This is a joint projects class with Medill in conjunction with the newly announced Knight News Innovation Lab at Northwestern. McCormick students (primarily CS and CE majors) and journalism students will join cross-functional teams to assess and develop, from both an audience/market perspective and a technology perspective, a range of technology projects with the ultimate goal of deployment for impact in media and journalism. Some projects may continue over the summer if students are interested.
This course is second in a two-part series that explores the emerging new field of Computational Photography. Computational photography combines ideas in computer vision, computer graphics, and image processing to overcome limitations in image quality such as resolution, dynamic range, and defocus/motion blur. This course will first cover state-of-the-art topics in computational photography such as motion/defocus deblurring cameras, light field cameras, computational displays, and much more!
Design, Technology, and Research (DTR) is an EECS and Segal learning initiative that empowers students to drive cutting-edge research through the development of systems that shape new experiences with people and technology. Students participate in DTR through fast-paced, quarter-long programs (intended to be repeated). Students work with a mentor to identify a direction of research, explore and iterate over designs, prototype at varying fidelities, build working systems, conduct evaluative studies, and report findings through conference publications. As a cohort, each week students demo their prototypes, provide and receive feedback, and help each other resolve technical challenges. DTR adapts and extends agile development and design-based research practices with scrums, sprints, studio critique, design logs, and pair research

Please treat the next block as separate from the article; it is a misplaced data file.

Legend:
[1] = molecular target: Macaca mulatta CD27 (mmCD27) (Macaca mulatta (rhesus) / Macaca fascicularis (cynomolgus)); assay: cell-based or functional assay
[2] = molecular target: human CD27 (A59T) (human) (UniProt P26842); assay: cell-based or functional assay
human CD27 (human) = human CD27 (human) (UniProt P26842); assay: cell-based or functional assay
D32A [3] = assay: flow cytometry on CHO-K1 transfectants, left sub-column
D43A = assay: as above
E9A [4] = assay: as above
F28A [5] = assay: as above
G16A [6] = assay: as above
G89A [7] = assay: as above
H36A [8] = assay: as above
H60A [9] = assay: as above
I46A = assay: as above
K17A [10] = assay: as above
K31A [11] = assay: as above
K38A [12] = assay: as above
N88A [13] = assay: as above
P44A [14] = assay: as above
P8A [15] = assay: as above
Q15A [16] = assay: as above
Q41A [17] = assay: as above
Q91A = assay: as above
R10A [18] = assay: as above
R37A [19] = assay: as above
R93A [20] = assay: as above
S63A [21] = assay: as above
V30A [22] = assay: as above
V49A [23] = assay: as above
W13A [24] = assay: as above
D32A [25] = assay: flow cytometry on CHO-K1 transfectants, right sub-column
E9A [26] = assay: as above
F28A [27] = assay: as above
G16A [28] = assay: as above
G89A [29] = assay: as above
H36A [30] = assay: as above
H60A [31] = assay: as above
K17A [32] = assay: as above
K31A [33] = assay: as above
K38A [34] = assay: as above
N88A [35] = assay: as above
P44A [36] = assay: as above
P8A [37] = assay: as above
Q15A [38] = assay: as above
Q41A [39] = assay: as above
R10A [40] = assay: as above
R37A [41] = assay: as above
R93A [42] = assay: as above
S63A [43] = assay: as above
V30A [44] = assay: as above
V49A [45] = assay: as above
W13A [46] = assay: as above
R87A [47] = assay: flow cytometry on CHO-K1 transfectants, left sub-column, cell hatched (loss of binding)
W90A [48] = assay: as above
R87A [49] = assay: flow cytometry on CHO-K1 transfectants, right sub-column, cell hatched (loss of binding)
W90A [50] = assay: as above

Geospatial information has become ubiquitous in everyday life, as evidenced by on-line mapping services such as Microsoft Virtual Earth/Bing Map, the recent addition of "place" features on social network websites such as Facebook, and free navigation on Nokia smart phones. Behind the scenes is digital map content engineering that enables all types of location-based services. Course material will be drawn from the instructor's research experience at NOKIA Location and Commerce (formerly NAVTEQ), the Chicago-based leading global provider of digital map, traffic and location data. This course will provide comprehensive treatment of computer vision, image processing and visualization techniques in the context of digital mapping, global positioning and sensing, next generation map making, and three-dimensional map content creations. Real world problems and data and on-site industry visits will comprise part of the course curriculum.
(to become CS351-2) Second in a 3-course series on the methods and theory of computer graphics, this project-oriented course explores how to describe shapes, movement, and lighting effects beyond the abilities of the standard OpenGL rendering pipeline. It includes interactive particle systems, simple rigid-body dynamics, explicit and implicit dynamics solvers (suitable for smoke, simple fluids and cloth) and an introduction to ray tracing (chrome, glass, and diffraction) with a few basic ideas for global illumination.
Computational photography combines plentiful low-cost computing, digital sensors, actuators, and lights to escape the limitations of traditional film-like methods. New methods offer unbounded dynamic range and variable focus, lighting, viewpoint, resolution and depth of field; hints about shape, reflectance, and location. Instead of fixed digital snapshots and video playback, computational methods promise direct interactions to explore what we photograph. The pre-requisites are EECS 351 (Introduction to Computer Graphics) or consent of the instructor.